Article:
In 1996, Favre and the Packers whipped the Eagles 39-13 at Lambeau Field in a Monday night football game. And in the opening game of the 2010 season, Rodgers and the Packers beat the 27-20 in Philadelphia. The final score did not reflect how much the Packers dominated the game, as the Packers led 27-10 at one point, plus sacked quarterback Michael Vick six times.

We shall see how things will turn out tonight, as the Packers are undefeated and the Eagles are coming into the game banged up.

Based on the history of Rodgers vs. the Eagles, I like Green Bay’s chances, even as No. 12 is still trying to fine tune the offense of new head coach Matt LaFleur.

Plus there is this, the defense of the Packers has sacked opposing QBs 12 times, plus have held the QB to a 63.1 passer rating.

Wentz has been sacked seven times, plus a number of his receiving weapons are injured.

That bodes well for the Packers.

The Many Pro Football Hall of Fame Endorsements for Jerry Kramer

jerry-in-the-65-title-game

Over the past week, a couple of Pro Football Hall of Fame members have spoken out on behalf of wide receiver Terrell Owens and his rightful enshrinement in Canton. One was former Green Bay Packers wide receiver James Lofton, as well as former San Francisco 49ers quarterback Steve Young.

There is no denying that Owens put up some monster statistics in his career in the NFL, but he has also been labeled a bad teammate, as well as a player who never helped lead his team to a NFL title.

That is probably why there has been push back on his induction the past couple of years.

Compare that to Jerry Kramer. Now it’s hard to compare a position player to a lineman, but Kramer truly was a great player, not only in the regular season, but also under the bright lights of the postseason, when his Packers under head coach Vince Lombardi, won five NFL championships in seven years, including the first two Super Bowls.

Kramer played a leading role in the victories in three of those championship games, which were the 1962, 1965 and 1967 NFL title games.

When Kramer was done playing in the NFL after the 1968 season, he was recognized for his great play, as he was named to the 1960s All-Decade team, plus was also named to the very prestigious NFL 50th anniversary team, as he was the only guard on the first team.

Even with all that, Kramer still awaits his induction into the Pro Football Hall of Fame.

And unlike Owens, Kramer was the epitome of being a great teammate.

While Owens has received a few endorsements from current Pro Football Hall of Fame members, Kramer has received several from players he played with and against from his era who now have busts in Canton.

Here are some just some of those testimonials that Kramer has received.

“There is no question in my mind that Jerry Kramer has Hall of Fame credentials. Respect is given grudgingly in the trenches of the NFL and Jerry has earned my respect as we battled eye to eye in the pits on so many long afternoons.

“Jerry Kramer belongs in the Hall of Fame and I hope you will put this process in motion by including his name on the ballot for this coming year.”Merlin Olsen HOF 1982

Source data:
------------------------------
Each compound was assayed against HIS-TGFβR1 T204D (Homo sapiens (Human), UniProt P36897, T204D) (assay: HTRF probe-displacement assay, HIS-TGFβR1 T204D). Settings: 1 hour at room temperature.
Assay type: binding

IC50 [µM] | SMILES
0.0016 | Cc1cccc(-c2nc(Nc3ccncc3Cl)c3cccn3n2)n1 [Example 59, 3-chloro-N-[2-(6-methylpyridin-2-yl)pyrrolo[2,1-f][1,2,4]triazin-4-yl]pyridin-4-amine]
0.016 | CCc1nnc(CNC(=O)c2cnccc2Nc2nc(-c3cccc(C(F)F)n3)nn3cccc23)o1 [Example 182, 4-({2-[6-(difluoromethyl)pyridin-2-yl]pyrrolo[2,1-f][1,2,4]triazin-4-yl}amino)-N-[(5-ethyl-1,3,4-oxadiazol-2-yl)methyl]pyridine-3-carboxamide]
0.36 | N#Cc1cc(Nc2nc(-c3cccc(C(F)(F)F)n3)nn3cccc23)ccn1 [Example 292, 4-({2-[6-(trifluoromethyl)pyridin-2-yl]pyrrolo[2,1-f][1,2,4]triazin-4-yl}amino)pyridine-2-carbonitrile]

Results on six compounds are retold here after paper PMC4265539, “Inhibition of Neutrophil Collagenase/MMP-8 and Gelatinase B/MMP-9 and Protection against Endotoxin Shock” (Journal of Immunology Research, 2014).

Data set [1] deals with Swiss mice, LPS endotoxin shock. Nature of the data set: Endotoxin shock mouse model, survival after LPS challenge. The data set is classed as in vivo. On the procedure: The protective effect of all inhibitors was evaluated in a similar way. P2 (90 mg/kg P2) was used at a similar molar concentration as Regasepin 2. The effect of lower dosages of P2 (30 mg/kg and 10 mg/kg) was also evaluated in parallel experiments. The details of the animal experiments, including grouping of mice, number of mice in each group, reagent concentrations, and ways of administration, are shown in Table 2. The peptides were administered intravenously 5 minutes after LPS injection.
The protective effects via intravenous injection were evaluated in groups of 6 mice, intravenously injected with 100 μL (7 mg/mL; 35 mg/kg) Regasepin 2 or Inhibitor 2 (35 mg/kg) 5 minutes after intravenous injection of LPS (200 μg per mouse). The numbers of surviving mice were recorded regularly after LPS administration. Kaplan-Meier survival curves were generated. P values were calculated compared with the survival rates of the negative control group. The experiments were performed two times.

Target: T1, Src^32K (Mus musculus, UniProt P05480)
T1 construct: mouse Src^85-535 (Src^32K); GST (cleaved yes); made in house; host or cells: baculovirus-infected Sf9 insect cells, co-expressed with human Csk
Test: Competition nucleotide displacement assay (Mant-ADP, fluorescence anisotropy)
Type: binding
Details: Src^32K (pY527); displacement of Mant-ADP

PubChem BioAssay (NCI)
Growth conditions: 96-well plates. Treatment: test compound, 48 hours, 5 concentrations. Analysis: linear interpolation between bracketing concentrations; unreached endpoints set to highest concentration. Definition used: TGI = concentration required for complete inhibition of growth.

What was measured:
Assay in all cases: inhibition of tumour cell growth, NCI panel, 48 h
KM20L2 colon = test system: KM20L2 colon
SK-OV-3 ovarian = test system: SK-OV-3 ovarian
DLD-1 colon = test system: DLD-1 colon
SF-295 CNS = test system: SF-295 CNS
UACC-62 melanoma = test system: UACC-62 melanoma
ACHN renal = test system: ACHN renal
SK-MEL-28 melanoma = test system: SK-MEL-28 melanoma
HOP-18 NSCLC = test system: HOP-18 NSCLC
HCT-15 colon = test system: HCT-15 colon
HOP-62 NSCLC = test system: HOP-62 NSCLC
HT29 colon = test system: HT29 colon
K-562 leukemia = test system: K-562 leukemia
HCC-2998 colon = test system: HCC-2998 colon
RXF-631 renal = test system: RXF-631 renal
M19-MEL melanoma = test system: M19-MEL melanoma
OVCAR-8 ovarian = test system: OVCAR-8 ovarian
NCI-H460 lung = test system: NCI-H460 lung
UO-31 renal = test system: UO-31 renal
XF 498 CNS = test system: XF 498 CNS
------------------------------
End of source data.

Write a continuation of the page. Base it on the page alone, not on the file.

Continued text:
“Jerry Kramer belongs in the Hall of Fame, and quite frankly, I thought he was already inducted.”Frank Gifford HOF 1977

“Jerry Kramer is a fine man and a great football player. He is the type of player and person I feel strongly should also be numbered among the NFL’s Pro Football Hall of Fame.”Bob Lilly HOF 1980

“Jerry Kramer should have been in the Pro Hall of Fame many years ago.”Doug Atkins HOF 1982

“I support the nomination of Jerry Kramer as an inductee to the Pro Football Hall of Fame. Jerry Kramer was a great football player and very deserving of this honor.”Alan Page HOF 1988

“When I think about all of the players not in the HOF, the one that mystifies me the most is Jerry Kramer. I don’t understand why he hasn’t, as yet been selected. In an NFL interview, Hall of Fame Vice President Joe Horrigan stated that Jerry accounts for about one-fourth of his mail on a daily basis.

“When you think of the Packers of the 60’s, you remember Lombardi at the blackboard describing the seal of the sweep. Getting that seal was the job of the guards and Jerry was the best at that particular skill. It was his agility and his speed to get out there and make that block that really made the Packer sweep effective.”Bob St. Claire HOF 1990

“It’s difficult for me to understand why Jerry has not been inducted by now. Considering the offensive linemen already enshrined, Jerry should certainly have a place.”Joe Schmidt HOF 1973

“I was truly shocked that Jerry was not a member of the NFL Hall of Fame. I know personally that there was no one better at his position.”Gino Marchetti HOF 1972

“We who played with him in Pro Bowls and against him in our careers, vote 100% for Jerry to join us in the Hall of Fame where he belongs.”John Mackey HOF 1992

“To the Senior Selection Committee: this is to remind you of Jerry Kramer and to put in a good word on his behalf.” – Raymond Berry HOF 1973

“I firmly believe that Jerry Kramer deserves to be in the Hall.” – Mel Renfro HOF 1996

“Jerry Kramer is a Hall of Famer. The Packers would not have been the greatest team in history, if they would not have had Jerry.” – Mike Ditka HOF 1988